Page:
What is Big Think?  

We are Big Idea Hunters…

We live in a time of information abundance, which far too many of us see as information overload. With the sum total of human knowledge, past and present, at our fingertips, we’re faced with a crisis of attention: which ideas should we engage with, and why? Big Think is an evolving roadmap to the best thinking on the planet — the ideas that can help you think flexibly and act decisively in a multivariate world.

A word about Big Ideas and Themes — The architecture of Big Think

Big ideas are lenses for envisioning the future. Every article and video on bigthink.com and on our learning platforms is based on an emerging “big idea” that is significant, widely relevant, and actionable. We’re sifting the noise for the questions and insights that have the power to change all of our lives, for decades to come. For example, reverse-engineering is a big idea in that the concept is increasingly useful across multiple disciplines, from education to nanotechnology.

Themes are the seven broad umbrellas under which we organize the hundreds of big ideas that populate Big Think. They include New World Order, Earth and Beyond, 21st Century Living, Going Mental, Extreme Biology, Power and Influence, and Inventing the Future.

Big Think Features:

12,000+ Expert Videos

1

Browse videos featuring experts across a wide range of disciplines, from personal health to business leadership to neuroscience.

Watch videos

World Renowned Bloggers

2

Big Think’s contributors offer expert analysis of the big ideas behind the news.

Go to blogs

Big Think Edge

3

Big Think’s Edge learning platform for career mentorship and professional development provides engaging and actionable courses delivered by the people who are shaping our future.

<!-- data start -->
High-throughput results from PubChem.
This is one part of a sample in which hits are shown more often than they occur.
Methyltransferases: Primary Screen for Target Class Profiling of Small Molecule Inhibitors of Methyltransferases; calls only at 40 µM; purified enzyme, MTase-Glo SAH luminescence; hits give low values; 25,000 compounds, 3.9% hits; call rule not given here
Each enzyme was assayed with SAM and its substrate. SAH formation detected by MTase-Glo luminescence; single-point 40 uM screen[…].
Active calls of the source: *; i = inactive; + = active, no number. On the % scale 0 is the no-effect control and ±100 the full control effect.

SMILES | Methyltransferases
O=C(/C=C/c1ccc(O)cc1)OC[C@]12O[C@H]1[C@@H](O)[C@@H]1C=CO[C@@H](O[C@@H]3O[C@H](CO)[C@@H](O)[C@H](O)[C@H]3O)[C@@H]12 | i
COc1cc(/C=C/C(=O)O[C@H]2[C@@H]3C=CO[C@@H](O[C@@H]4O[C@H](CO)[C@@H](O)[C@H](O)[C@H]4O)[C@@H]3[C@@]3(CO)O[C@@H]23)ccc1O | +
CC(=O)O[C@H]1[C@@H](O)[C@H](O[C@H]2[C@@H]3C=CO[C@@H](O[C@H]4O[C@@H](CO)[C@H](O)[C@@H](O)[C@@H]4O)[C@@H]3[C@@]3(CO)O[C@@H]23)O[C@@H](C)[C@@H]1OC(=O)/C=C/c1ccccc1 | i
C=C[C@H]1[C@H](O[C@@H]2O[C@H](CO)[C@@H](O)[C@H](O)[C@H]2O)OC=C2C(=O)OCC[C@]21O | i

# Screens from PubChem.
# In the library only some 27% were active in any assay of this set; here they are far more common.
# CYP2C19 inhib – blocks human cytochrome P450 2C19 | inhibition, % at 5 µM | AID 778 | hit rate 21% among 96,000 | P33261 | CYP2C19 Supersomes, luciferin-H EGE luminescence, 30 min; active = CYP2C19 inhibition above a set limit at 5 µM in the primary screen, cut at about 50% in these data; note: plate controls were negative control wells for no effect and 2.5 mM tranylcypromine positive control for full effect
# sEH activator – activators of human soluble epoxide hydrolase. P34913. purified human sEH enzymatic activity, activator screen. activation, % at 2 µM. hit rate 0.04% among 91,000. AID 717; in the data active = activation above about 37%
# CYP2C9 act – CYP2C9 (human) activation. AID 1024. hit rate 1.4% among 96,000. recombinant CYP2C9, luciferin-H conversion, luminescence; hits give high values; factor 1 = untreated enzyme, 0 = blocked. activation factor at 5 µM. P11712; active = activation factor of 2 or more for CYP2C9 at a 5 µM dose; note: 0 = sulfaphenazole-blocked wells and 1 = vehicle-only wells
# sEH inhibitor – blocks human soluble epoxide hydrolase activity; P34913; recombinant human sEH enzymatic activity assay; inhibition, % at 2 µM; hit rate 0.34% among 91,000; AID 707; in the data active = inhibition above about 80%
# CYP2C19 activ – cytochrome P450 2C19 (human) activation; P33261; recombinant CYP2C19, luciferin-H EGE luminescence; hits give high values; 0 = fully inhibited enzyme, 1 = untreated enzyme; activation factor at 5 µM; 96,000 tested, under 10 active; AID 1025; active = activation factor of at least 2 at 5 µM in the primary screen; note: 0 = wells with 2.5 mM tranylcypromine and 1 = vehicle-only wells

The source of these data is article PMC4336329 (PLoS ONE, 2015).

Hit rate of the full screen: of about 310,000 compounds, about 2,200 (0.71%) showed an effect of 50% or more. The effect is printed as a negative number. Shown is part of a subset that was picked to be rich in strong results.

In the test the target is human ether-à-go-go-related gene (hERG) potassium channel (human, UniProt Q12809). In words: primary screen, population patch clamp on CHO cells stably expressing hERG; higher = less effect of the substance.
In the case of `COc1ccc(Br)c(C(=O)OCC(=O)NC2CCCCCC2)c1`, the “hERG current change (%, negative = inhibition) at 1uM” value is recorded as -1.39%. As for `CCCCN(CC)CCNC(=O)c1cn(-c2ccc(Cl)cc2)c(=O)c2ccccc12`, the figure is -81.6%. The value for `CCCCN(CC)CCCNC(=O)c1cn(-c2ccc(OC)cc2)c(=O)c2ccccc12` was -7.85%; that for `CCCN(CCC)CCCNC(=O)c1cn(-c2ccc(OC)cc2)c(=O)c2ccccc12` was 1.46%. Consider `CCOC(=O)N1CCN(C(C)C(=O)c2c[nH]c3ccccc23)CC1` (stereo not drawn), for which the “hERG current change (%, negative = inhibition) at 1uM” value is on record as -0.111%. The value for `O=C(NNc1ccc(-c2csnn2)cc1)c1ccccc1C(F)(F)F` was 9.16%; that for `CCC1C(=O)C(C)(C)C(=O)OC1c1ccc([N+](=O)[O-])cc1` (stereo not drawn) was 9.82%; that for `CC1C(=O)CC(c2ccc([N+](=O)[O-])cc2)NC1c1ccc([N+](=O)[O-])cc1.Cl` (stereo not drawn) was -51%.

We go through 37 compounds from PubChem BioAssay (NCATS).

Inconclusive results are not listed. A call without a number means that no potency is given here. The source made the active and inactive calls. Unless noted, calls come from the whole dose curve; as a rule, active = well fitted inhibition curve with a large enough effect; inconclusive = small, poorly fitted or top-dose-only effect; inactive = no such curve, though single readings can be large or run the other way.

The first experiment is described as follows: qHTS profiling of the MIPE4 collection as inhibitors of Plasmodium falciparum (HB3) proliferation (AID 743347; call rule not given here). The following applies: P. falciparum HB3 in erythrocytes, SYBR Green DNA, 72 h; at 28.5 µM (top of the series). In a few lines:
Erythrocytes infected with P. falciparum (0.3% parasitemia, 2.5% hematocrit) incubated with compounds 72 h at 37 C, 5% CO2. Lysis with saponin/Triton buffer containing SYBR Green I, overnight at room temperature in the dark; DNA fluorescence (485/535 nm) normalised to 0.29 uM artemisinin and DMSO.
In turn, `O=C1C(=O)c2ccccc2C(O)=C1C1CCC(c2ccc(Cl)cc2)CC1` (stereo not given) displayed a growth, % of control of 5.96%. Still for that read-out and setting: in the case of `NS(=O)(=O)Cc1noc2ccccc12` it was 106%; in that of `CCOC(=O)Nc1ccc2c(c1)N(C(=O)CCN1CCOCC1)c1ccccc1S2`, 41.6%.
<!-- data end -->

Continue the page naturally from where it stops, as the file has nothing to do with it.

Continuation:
Find out more
Close

Less Like Poison, More Like Peanut Butter: The Case for Violent Video Games

June 23, 2010, 11:06 AM
Gamer_use

Should the government protect society from the bad effects of violent videogames? Game-makers invoke freedom of speech to stave off such laws—including California's 2005 attempt to ban violent-game sales to minors, which the U.S. Supreme Court will take up this fall. But maybe there's a better defense: According to this paper (pdf), published this month in the Review of General Psychology, there's nothing to protect against, because violent games have no bad effects.

Studies to the contrary, which say violent games make kids more likely to be nasty, brutish and curt, are better read as an indictment of academic psychology than of Grand Theft Auto, asserts the new paper's author, Christopher J. Ferguson, a psychologist at Texas A&M. "Violent video games are like peanut butter," Ferguson told Reuters earlier this month. "They are harmless for the vast majority of kids but are harmful to a small minority with pre-existing personality or mental health problems."

That he was able to get some press for this claim is already a tribute to Ferguson's tenacity and media-savvy. The position he seeks to debunk is consistent with public fears about new technology, and it's politically popular: In recent years, five other U.S. states beside California passed laws restricting videogames. That violent games harm kids is the official position of the American Academy of Pediatrics, American Academy of Child and Adolescent Psychiatry, American Medical Association, American Psychological Association, American Academy of Family Physicians, and the American Psychiatric Association.

 

Maybe it's because almost every American under 40 has played videogames, but Ferguson apparently decided society could stomach open rebellion. There's no quiet mumbling in his journal-battles with anti-game psychologists—notably, this year, with Craig A. Anderson of Iowa State. These are ferocious, with both sides accusing the other of cherry-picking data, "cynically" (Ferguson's word) massaging experimental protocols to get desired results, ignoring inconvenient evidence and misrepresenting opponents.